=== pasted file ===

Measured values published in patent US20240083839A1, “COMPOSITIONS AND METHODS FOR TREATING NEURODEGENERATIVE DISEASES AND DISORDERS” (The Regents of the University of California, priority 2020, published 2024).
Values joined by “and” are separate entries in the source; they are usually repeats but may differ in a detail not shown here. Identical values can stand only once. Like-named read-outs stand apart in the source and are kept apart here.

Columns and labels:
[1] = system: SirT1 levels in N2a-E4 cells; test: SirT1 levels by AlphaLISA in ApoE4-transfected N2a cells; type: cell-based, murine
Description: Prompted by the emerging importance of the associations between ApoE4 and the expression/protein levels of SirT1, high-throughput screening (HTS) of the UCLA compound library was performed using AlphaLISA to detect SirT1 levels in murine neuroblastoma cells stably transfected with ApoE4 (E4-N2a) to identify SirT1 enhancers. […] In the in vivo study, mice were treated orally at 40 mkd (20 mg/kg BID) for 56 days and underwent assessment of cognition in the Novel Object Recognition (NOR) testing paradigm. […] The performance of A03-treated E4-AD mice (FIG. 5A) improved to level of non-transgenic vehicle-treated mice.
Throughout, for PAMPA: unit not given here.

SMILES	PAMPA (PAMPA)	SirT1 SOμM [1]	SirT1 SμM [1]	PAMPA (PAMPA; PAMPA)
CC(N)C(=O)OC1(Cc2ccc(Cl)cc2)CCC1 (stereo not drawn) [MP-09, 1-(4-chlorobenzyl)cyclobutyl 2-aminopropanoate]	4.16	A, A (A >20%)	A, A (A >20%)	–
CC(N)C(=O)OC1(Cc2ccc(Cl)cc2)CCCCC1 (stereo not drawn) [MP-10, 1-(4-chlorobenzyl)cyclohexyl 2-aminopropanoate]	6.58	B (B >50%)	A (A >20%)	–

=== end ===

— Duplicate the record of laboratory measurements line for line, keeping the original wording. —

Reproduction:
Measured values published in patent US20240083839A1, “COMPOSITIONS AND METHODS FOR TREATING NEURODEGENERATIVE DISEASES AND DISORDERS” (The Regents of the University of California, priority 2020, published 2024).
Values joined by “and” are separate entries in the source; they are usually repeats but may differ in a detail not shown here. Identical values can stand only once. Like-named read-outs stand apart in the source and are kept apart here.

Columns and labels:
[1] = system: SirT1 levels in N2a-E4 cells; test: SirT1 levels by AlphaLISA in ApoE4-transfected N2a cells; type: cell-based, murine
Description: Prompted by the emerging importance of the associations between ApoE4 and the expression/protein levels of SirT1, high-throughput screening (HTS) of the UCLA compound library was performed using AlphaLISA to detect SirT1 levels in murine neuroblastoma cells stably transfected with ApoE4 (E4-N2a) to identify SirT1 enhancers. […] In the in vivo study, mice were treated orally at 40 mkd (20 mg/kg BID) for 56 days and underwent assessment of cognition in the Novel Object Recognition (NOR) testing paradigm. […] The performance of A03-treated E4-AD mice (FIG. 5A) improved to level of non-transgenic vehicle-treated mice.
Throughout, for PAMPA: unit not given here.

SMILES	PAMPA (PAMPA)	SirT1 SOμM [1]	SirT1 SμM [1]	PAMPA (PAMPA; PAMPA)
CC(N)C(=O)OC1(Cc2ccc(Cl)cc2)CCC1 (stereo not drawn) [MP-09, 1-(4-chlorobenzyl)cyclobutyl 2-aminopropanoate]	4.16	A, A (A >20%)	A, A (A >20%)	–
CC(N)C(=O)OC1(Cc2ccc(Cl)cc2)CCCCC1 (stereo not drawn) [MP-10, 1-(4-chlorobenzyl)cyclohexyl 2-aminopropanoate]	6.58	B (B >50%)	A (A >20%)	–